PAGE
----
Veteran Transition Profile: T.J. Brennan
T. J. Brennan
Coast Guard, O-3, retired
"Don't wait until the last month or two - start planning before you have one year left in the service."
I started my Coast Guard career as an enlisted member in 1976. I attended ET (Electronics Technician) School and earned ETC (Chief Electronics Technician). After 14 years as ETC, I was promoted to CWO (Chief Warrant Officer), and in 1995
I successfully competed for the CWO to LT Program. (The CG had a program where CWOs compete for promotion directly to LT (O-3), completely bypassing O-1 and O-2).
Since my military retirement two years ago, I've been a realtor with Sweeney Real Estate in Worcester, MA and the owner of an Internet-based business. After we bought our home here in Webster, I thought to myself: "I can do what the realtor did." Now I'm doing just that. I especially enjoy helping fellow veterans find new homes. My best friend introduced me to my Internet business, DCT Concepts, which is run by my wife Melanye and me.
Retirement was difficult at first because of the relocation, no guaranteed job, and two mouths to feed. My kids (2 teenage girls) took it pretty well, except for the move - it was hard for them to leave their friends. Since the initial transition we've all adjusted to civilian life and are happily preparing to send our oldest daughter to college.
My military experience honed my interpersonal skills. I also learned what it was like to work for a "good" and "bad" supervisor. Then I tried my best to emulate the positive leaders. I miss the friendship and camaraderie of military life, but keep in touch with former colleagues mainly by email, phone calls and occasional visits.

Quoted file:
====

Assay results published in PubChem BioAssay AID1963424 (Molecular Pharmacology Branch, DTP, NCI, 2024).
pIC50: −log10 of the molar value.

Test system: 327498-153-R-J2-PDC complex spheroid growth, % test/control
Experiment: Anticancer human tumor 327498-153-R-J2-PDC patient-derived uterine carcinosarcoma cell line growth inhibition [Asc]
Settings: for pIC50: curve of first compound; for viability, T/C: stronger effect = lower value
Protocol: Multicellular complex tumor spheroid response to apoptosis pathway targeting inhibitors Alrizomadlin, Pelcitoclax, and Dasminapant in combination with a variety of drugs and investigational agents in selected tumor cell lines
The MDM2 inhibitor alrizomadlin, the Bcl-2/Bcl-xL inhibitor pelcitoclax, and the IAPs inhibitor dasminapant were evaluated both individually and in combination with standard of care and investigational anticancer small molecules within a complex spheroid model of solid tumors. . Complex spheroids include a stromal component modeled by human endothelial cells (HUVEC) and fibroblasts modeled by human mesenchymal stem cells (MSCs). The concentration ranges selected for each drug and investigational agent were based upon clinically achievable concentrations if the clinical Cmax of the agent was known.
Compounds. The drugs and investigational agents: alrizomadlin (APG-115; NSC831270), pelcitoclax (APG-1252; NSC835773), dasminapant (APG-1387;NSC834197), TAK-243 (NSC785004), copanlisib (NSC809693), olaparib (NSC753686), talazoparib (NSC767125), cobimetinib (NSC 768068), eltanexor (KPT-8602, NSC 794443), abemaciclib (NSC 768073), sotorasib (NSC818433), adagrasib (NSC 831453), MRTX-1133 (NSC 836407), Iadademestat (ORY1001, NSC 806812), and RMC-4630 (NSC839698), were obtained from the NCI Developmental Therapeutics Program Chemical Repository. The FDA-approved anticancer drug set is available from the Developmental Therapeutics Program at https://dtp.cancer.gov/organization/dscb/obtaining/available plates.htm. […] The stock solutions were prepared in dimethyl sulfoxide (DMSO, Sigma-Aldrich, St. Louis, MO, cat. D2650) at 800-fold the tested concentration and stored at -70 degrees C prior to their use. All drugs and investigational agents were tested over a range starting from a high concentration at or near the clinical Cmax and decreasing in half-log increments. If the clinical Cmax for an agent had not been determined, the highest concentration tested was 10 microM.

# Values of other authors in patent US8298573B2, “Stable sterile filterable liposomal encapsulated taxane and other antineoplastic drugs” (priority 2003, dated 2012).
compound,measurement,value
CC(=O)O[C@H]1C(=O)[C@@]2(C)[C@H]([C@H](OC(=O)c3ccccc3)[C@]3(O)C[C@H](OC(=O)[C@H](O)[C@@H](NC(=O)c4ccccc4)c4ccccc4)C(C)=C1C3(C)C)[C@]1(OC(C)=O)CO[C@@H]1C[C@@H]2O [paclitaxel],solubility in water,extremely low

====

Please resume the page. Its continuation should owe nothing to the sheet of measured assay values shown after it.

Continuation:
I didn't use any career services, military or civilian, prior to my retirement. I was so busy with my Coast Guard job that I failed to attend all those helpful programs. If I had it to do again, I'd focus less on my current job and more on my future career.
To someone leaving the military, I would advise them to write down goals, and develop a plan to achieve those goals. Don't wait until the last month or two - start planning before you have one year left in the service.
If you obtain a senior-level job, reflect on your military career. Remember the good and bad supervisors you worked for in the past and emulate the good leaders. Treat subordinates as though they have a great impact on the corporate mission. Mutual respect is crucial for the success of any mission - military or civilian. Remember this, and you will travel far on the road to success.
Compiled by: Barbara Poisson